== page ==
A lifeless crow shatters the windshield as Rita Avery, her daughter-in-law, and her granddaughter arrive at Arizona’s Rim Vista Park. Rita dodges bird carcasses on the road home, where she finds her husband Cliff and son Travis gravely ill from a mysterious pathogen with no cure.
The CDC assembles a team to create a cure, but Rita doubts it will arrive in time to rescue Cliff, Travis, and dozens of her friends and neighbors.
In a race to save her family, her community, and potentially thousands more Americans, Rita launches her own investigation. She partners with a certified herbalist and a homeless war veteran dubbed Crazy Mary.
But the more clues Rita uncovers, the deeper she finds herself in the middle of a ruthless plot that could unleash a wide-ranging American disaster. And the culprits aim to stop her at any cost.
Before it’s too late for her loved ones, Rita must thwart the next attack on innocent civilians.
Murder, spine-tingling trips through Arizona’s rugged wilderness, and callous spies determined to spread havoc – this isn’t your average family outing!
Genre: Mystery / Thriller
My Rating: *** (3 of 5 stars)
Series: Rim Country Mysteries, book #4
This book starts with a shock (dead birds raining from the sky, anyone?) and the tension remains fairly steady throughout. Something in town is making people very ill and recently licensed PI Rita Avery is determined to discover what is going on in time to save her husband and her son.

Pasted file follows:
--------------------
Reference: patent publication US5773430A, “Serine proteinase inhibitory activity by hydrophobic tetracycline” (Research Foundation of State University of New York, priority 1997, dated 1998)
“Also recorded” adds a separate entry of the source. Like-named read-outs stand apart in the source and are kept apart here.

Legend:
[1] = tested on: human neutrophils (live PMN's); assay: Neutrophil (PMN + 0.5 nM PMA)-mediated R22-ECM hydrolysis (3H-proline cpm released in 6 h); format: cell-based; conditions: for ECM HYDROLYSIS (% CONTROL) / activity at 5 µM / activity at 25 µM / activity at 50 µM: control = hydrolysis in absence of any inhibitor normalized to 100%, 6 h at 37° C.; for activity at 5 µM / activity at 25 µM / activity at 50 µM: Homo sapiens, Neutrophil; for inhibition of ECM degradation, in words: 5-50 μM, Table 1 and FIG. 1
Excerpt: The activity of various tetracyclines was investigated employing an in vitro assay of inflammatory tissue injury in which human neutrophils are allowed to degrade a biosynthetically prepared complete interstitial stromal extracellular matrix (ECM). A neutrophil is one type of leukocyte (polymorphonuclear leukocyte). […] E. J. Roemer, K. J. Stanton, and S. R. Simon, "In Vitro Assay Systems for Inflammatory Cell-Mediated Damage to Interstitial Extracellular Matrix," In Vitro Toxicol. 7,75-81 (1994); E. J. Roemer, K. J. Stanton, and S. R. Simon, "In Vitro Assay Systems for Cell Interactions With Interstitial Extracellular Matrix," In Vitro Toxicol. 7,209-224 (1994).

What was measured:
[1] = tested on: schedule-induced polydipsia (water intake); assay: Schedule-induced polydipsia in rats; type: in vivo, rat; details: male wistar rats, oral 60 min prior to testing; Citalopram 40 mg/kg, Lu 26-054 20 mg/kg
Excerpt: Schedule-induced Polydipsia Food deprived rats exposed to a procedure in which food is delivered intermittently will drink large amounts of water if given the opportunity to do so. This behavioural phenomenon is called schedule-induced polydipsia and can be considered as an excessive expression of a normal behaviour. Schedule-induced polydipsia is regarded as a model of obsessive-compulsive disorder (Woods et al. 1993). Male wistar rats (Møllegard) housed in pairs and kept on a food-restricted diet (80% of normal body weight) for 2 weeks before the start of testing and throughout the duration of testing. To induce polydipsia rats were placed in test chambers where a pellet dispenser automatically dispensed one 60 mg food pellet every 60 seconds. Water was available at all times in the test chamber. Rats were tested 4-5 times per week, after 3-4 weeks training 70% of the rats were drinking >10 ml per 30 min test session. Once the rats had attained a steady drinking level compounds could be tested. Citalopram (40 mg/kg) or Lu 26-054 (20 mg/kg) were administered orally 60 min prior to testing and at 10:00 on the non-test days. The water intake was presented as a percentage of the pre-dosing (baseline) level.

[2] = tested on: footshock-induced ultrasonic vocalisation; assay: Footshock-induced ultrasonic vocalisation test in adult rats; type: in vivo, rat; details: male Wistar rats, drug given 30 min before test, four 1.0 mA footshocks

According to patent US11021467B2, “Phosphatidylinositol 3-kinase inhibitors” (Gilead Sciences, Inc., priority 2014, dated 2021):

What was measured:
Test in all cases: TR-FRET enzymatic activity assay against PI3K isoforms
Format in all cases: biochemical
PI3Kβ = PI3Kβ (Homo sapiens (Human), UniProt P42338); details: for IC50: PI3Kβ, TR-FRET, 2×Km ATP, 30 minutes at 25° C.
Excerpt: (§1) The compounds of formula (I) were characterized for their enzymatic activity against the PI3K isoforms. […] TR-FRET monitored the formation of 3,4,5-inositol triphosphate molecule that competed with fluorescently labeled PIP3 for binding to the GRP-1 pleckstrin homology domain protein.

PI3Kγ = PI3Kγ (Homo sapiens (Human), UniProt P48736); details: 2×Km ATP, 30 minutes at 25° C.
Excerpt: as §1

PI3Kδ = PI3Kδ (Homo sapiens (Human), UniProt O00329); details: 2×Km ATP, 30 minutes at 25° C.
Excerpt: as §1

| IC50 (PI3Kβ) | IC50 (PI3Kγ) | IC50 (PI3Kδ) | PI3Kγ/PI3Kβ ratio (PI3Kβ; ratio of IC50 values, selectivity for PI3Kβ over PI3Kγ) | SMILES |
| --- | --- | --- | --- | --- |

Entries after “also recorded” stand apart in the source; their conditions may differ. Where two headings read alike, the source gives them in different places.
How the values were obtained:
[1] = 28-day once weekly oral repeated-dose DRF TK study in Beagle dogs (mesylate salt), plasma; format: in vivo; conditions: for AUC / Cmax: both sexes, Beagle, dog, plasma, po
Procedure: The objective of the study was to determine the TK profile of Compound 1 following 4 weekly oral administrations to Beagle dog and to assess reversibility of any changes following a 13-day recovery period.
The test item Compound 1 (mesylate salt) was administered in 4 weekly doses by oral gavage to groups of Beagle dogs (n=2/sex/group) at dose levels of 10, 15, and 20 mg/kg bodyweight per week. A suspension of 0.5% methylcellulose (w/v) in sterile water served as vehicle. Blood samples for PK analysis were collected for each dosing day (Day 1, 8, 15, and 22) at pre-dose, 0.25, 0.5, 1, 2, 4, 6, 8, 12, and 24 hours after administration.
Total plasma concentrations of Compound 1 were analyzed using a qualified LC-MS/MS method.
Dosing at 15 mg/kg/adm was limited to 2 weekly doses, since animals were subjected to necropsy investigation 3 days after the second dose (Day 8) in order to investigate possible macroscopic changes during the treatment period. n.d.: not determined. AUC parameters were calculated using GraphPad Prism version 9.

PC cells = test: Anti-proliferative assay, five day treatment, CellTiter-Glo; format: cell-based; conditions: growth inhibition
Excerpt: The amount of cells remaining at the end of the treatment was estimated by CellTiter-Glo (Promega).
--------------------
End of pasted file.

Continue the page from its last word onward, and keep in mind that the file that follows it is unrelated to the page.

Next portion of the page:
There are some interesting characters in this book, including Mary, a homeless vet who suffers from PSTD, and Taylor, Rita’s herbalist / nurse friend. Even though this is book #4 in the series, enough little bits of backstory were given that it wasn’t hard to understand the relationships between the characters.
Rita is a fairly tough character without being wonder-womanish. It’s nice to see that she can be frightened and has feelings like any other human being but goes on despite those things.
This story would have received a higher rating for me if not for the dialog. I enjoyed the storytelling portions, but the dialog didn’t ring true. It sounded forced and somewhat unnatural to me, and that occasionally had the effect of pulling me back to reality when I had been immersed in the story.
Thank you to the publicist for a free copy of the book, which I read and reviewed voluntarily. All thoughts / opinions are my own.